So, over the past couple of months of homebuying, you’ve spoken to your bank or a mortgage broker and worked out how much you can afford. You’ve pummelled Rightmove and Zoopla into submission, finally found the perfect property (or near enough), and now your offer has been accepted. This is the part where your solicitor steps in and delays everything for weeks and weeks, right? Well, not exactly. Allow us to explain…
Despite Brexit and all those General Elections, the property market remains relatively buoyant and homes don’t come cheap. The average UK house price these days is about £235,000, rising to around £375,000 in Sussex. If you’re buying, you’ll likely be putting in a pretty big chunk from your savings and your mortgage lender will be advancing an even heftier sum. It’s a valuable asset and your solicitor’s principal aim is to make sure that there are no nasty surprises for you, or your mortgage lender, after you’ve moved in which might make your dream home worth less than you paid for it. It’s worth remembering that ‘your’ solicitor will almost certainly be acting for your mortgage lender as well as for you. Unfortunately, all this can take time.
Your solicitor will make a number of checks and ask a lot of questions of your seller. This is to make sure that everything is as it should be. These checks and questions cover a very wide range of issues, some small and some not-so-small. For example, is that dilapidated shed going to be removed before you move in with your young family? Does every Tom, Dick and Harry have the right to wander across that footpath at the bottom of your garden? Did the local authority ever sign off on that lovely loft conversion? Why is your seller selling the property having only owned it for two months? You really don’t care how long they’ve owned it, but your mortgage lender might: it’s also an indication of potential money laundering. Your seller has a mortgage and three other loans secured against the property. Are they going to be able to pay all that off from the agreed price?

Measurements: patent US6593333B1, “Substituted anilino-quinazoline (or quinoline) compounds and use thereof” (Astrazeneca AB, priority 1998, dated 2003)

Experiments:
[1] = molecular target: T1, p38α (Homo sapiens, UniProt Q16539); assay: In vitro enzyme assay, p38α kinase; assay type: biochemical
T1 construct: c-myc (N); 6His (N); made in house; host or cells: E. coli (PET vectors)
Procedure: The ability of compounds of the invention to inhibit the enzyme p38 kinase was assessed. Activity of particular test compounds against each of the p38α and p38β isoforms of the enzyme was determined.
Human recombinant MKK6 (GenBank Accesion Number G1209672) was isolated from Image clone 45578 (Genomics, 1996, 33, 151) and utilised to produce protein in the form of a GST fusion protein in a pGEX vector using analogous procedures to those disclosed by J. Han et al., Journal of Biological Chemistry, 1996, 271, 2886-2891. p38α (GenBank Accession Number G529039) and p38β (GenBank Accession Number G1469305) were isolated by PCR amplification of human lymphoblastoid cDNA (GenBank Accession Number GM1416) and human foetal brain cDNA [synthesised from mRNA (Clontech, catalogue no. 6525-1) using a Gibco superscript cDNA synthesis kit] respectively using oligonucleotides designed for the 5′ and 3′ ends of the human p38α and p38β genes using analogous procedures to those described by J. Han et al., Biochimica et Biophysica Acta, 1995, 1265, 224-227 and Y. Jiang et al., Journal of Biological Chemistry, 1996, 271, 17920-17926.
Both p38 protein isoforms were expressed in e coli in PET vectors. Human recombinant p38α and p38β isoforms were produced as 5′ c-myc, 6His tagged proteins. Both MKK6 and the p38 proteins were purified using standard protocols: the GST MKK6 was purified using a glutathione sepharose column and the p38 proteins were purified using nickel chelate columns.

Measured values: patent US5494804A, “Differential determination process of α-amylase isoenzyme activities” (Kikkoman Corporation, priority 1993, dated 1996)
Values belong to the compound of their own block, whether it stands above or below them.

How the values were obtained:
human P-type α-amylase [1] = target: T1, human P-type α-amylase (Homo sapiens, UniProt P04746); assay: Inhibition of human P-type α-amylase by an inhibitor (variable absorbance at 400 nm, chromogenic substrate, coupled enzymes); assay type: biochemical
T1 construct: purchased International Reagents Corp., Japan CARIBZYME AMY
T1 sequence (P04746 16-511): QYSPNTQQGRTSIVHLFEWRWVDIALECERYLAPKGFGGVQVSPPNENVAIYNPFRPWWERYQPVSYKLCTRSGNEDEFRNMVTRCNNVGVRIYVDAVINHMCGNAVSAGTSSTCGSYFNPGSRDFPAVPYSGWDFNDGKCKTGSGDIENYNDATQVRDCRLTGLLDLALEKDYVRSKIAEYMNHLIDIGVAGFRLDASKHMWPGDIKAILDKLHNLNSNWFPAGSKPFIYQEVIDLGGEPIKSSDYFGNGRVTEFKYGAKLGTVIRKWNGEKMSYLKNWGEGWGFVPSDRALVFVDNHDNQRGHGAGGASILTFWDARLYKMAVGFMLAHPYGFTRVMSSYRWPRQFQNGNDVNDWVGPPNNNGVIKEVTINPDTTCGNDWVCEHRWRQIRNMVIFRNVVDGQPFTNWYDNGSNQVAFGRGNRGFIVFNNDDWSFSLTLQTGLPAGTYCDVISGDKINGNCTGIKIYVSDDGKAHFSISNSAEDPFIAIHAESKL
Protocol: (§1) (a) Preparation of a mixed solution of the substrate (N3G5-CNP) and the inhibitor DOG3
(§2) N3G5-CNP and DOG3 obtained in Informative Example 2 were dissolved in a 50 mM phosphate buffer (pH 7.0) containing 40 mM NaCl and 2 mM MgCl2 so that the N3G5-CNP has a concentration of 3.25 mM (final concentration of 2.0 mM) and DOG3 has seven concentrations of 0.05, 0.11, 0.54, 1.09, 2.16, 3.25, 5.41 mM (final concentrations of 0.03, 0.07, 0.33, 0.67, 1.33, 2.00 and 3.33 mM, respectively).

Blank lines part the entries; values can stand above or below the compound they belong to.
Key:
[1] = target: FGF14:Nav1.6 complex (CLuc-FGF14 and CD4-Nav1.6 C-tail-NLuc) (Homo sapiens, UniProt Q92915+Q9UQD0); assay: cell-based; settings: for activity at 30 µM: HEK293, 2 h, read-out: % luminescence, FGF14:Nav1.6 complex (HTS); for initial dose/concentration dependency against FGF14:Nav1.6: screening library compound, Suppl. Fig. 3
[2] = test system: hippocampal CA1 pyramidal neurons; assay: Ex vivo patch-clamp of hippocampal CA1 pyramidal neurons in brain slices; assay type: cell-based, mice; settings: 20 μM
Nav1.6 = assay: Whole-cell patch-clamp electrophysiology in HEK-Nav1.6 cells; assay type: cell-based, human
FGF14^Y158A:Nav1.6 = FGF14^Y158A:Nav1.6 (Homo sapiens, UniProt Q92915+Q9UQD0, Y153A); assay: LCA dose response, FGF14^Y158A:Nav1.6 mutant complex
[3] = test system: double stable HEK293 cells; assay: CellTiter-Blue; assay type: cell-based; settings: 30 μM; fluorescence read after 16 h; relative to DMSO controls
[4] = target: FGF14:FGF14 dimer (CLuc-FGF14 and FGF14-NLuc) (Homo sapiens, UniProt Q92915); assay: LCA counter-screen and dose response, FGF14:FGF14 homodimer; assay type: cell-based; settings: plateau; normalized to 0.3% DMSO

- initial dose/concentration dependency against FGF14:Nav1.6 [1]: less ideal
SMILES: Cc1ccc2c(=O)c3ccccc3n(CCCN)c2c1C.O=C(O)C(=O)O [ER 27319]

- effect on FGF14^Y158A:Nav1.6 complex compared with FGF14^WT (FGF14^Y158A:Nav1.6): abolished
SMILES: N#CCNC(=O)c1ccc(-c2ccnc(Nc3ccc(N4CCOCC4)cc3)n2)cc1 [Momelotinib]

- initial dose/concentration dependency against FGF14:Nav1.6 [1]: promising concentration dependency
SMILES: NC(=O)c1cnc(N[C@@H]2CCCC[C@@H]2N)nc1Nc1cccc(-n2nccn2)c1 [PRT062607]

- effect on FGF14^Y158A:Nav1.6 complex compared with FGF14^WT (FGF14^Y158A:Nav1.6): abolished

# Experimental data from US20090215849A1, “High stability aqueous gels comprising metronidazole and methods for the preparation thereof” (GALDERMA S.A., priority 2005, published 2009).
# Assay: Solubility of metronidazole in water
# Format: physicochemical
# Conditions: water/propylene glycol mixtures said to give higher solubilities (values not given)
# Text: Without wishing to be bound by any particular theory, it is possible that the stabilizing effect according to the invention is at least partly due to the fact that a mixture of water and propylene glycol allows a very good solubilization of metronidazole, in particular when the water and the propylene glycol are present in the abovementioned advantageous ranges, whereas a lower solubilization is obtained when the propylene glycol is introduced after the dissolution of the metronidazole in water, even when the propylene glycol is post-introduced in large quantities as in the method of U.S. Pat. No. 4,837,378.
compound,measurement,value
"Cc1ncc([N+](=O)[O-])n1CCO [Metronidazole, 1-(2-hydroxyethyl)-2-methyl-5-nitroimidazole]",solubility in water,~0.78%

All of these questions can require your solicitor (or the seller’s solicitor) to deal with third parties. The Land Registry, the sellers, estate agents, the local authority, insurers to name a few. Not all of whom will have the expeditious completion of your purchase as close to their hearts as you or your solicitor. Most buyers will find themselves somewhere in a chain, so you can multiply the questions above a few times. Plus all the others that get asked and throw in a several more uninterested third parties for good measure.
Having an expert on the law of property and the whole conveyancing process is always handy in these situations, but that should really be a given, it is here at Parfitt Cresswell. We think that the real key to managing all this is communication. If there are things you’ve noticed about the property that worry you (like those ramblers at the bottom of the garden), then tell your solicitor straight away. Even when there are things that don’t bother you (you might think that dilapidated shed can be beautifully restored) then say so. If your mortgage lender has problems with anything then your solicitor needs to tell you (and your mortgage broker) so that those issues can be resolved well in advance of exchange of contracts. In most cases the issues that crop up when you’re trying to buy or sell a house can be fixed. The delays come when people don’t communicate them.